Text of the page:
Despite several years of western involvement in the supposed professionalization of the former rebel Sudan People's Liberation Army (SPLA), geographic and kin relations continue to have the greatest influence on the conduct and operation of the country's military.
This despite the concerted efforts of all manner of foreign military trainers and programs aimed at turning a rebel force into a national army. These have ranged from workshops on military strategy and drill exercises to the renaming of war-time divisions from their colourful Arabic names - Jamoush (Buffalo), Koreeum (Locust), Zenzal (Earthquake) - to the more mundane, western style of numeric labelling (Division 1).
In the escalating violence between peoples of Nuer and Dinka origin, complex and entangled kinship networks have reinforced and magnified the cycle of killing and revenge.
It is important to remember that Dinka are themselves divided into different sections, which, particularly in Lakes State, have for years been engaged in a cycle of revenge killings and cattle raids.
The Sudan People's Liberation Army (SPLA) originated in the bush in the mid-1980s under the leadership of Col. John Garang, a Dinka from the Bor region, in South Sudan's easternmost region, along the border with Ethiopia. But the original group of army deserters that crossed the border into Ethiopia in 1983 was led by Nuer men from Upper Nile region.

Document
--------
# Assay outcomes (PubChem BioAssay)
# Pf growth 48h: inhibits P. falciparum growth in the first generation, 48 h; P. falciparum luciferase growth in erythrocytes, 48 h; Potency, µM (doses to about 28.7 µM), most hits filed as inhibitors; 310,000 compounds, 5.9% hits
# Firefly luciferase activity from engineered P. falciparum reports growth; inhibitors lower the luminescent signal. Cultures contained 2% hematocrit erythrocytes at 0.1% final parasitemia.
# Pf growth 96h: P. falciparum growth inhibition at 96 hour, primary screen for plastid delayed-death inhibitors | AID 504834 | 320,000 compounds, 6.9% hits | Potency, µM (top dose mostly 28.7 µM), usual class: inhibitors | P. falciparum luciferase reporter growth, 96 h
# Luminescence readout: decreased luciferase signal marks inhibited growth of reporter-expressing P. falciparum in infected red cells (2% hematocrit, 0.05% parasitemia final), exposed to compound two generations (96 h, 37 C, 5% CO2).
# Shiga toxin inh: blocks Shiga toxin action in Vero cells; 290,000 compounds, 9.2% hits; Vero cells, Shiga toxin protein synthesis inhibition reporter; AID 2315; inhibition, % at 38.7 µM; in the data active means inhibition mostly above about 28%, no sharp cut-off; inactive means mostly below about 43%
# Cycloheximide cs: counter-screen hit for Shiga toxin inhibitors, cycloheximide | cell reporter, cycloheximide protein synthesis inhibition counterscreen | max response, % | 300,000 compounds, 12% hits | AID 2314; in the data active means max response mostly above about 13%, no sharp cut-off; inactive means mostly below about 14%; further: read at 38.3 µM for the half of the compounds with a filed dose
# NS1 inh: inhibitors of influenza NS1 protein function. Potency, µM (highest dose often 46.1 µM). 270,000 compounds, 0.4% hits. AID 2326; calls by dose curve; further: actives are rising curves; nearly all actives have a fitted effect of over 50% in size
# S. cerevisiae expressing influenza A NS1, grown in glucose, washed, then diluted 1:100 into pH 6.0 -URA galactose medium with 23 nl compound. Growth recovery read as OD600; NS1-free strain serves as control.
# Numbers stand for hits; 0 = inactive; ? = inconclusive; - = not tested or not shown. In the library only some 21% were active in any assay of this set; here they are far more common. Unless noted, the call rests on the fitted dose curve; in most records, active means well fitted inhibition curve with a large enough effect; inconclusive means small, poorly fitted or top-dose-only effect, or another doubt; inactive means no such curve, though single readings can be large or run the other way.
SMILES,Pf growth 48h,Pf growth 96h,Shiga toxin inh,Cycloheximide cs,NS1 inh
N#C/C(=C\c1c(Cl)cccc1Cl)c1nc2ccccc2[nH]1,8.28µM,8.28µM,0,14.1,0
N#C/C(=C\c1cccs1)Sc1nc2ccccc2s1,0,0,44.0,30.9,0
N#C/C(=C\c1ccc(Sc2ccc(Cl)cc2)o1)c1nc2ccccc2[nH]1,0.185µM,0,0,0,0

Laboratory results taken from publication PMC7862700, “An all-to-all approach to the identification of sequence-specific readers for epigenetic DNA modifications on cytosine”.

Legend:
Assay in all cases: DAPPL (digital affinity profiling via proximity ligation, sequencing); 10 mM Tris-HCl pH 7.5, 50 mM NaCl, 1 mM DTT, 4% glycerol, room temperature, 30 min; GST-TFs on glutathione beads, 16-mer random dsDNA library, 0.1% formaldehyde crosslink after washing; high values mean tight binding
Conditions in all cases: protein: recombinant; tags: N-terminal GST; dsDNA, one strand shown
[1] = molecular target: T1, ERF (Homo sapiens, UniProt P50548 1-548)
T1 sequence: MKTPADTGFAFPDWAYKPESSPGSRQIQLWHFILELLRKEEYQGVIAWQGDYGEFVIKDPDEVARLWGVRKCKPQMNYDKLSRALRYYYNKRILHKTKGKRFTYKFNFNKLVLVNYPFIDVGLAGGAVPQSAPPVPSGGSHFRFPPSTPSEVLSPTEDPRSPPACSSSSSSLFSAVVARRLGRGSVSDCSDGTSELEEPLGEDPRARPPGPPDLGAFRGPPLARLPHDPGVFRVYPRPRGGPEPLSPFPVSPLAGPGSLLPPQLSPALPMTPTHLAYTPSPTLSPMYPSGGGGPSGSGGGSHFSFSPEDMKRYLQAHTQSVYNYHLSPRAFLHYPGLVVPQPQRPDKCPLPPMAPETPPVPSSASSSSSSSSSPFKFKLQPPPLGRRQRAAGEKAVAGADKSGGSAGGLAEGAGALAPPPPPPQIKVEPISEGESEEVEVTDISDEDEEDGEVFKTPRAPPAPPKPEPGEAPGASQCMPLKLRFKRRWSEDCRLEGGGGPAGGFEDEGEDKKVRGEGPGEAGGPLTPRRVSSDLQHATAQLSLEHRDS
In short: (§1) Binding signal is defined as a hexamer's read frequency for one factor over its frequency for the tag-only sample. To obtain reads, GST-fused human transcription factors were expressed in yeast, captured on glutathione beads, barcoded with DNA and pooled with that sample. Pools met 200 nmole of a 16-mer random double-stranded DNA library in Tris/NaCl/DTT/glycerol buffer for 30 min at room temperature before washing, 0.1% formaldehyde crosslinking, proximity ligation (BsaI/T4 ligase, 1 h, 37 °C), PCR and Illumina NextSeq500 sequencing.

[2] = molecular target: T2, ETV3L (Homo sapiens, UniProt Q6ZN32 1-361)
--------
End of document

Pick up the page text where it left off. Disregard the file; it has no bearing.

The formation of SPLA battalions and divisions proceeded on the basis of geographical and ethnic origin, in part because "recruits", both volunteers and those who were forced, came in particular waves, depending on which regions were becoming directly impacted by the war.
As the war progressed, these military groupings continued to reflect their regional origins, with commanders specifically chosen to lead people from their home areas.
President Salva Kiir assumed the position of SPLA commander after the July 2005 death of Garang in a helicopter crash. Kiir is a Rek Dinka, from the former Bahr el Ghazal region of northwestern South Sudan.
While both Garang and Kiir are Dinka, they are from different regions and different sections of the ethnic group. After Garang's death, power shifted from Dinka originating from the Bor section, to Dinka coming from Bahr el Ghazal, including the Rek and Agar Dinka sections.
Machar is leading a rebellion from territory that he knows well. Consistent with the SPLA's strategy throughout the 22-year civil war, he was the regional commander for western Upper Nile.
It meant that he was leading troops from his home region, predominantly from his Nuer people. The same was the case in other regions of the South, with SPLA commanders in charge of their home territories.
Throughout the now nine years since the 2005 Comprehensive Peace Agreement, the SPLA has largely maintained these ethnic divisions.
Former military commanders are appointed back to their home regions as governors. It provides continuity in leadership, but also perpetuates the absence of accountability and any semblance of democratic conduct. The governors, with strong links to the military, rule at whim.